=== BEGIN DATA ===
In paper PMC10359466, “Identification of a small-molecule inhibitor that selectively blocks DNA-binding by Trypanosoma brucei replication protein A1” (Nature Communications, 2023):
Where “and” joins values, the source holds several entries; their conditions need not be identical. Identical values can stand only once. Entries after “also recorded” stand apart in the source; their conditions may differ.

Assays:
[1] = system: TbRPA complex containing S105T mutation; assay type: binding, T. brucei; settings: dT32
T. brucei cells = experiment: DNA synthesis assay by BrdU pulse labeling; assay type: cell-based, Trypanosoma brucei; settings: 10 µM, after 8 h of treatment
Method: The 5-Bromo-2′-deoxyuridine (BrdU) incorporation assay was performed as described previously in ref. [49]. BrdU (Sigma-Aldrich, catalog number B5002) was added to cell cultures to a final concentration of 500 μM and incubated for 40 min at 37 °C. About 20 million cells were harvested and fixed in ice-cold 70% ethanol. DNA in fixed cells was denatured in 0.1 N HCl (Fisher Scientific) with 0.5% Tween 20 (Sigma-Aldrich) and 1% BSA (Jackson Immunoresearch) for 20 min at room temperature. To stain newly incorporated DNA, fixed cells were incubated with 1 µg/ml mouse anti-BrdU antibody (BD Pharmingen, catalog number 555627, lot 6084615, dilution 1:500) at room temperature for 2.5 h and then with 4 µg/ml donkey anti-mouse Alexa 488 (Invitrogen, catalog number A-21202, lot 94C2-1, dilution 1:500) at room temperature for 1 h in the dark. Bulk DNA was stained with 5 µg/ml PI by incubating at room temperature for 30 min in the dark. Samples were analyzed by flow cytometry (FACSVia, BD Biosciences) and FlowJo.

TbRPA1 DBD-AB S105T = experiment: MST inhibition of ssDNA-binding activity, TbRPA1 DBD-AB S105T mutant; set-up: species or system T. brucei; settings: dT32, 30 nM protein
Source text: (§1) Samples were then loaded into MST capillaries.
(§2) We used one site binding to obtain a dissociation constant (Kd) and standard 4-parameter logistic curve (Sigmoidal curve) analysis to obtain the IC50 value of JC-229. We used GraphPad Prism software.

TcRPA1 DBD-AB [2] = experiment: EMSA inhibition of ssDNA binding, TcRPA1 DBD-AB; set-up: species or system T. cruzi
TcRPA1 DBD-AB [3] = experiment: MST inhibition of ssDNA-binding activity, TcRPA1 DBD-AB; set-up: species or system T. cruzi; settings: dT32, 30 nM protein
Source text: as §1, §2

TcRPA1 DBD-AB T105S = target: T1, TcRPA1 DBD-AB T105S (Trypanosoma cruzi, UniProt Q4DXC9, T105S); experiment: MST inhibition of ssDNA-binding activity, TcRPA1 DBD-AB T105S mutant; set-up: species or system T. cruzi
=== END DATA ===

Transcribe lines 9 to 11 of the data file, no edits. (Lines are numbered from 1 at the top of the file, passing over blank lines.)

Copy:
(§2) We used one site binding to obtain a dissociation constant (Kd) and standard 4-parameter logistic curve (Sigmoidal curve) analysis to obtain the IC50 value of JC-229. We used GraphPad Prism software.

TcRPA1 DBD-AB [2] = experiment: EMSA inhibition of ssDNA binding, TcRPA1 DBD-AB; set-up: species or system T. cruzi
TcRPA1 DBD-AB [3] = experiment: MST inhibition of ssDNA-binding activity, TcRPA1 DBD-AB; set-up: species or system T. cruzi; settings: dT32, 30 nM protein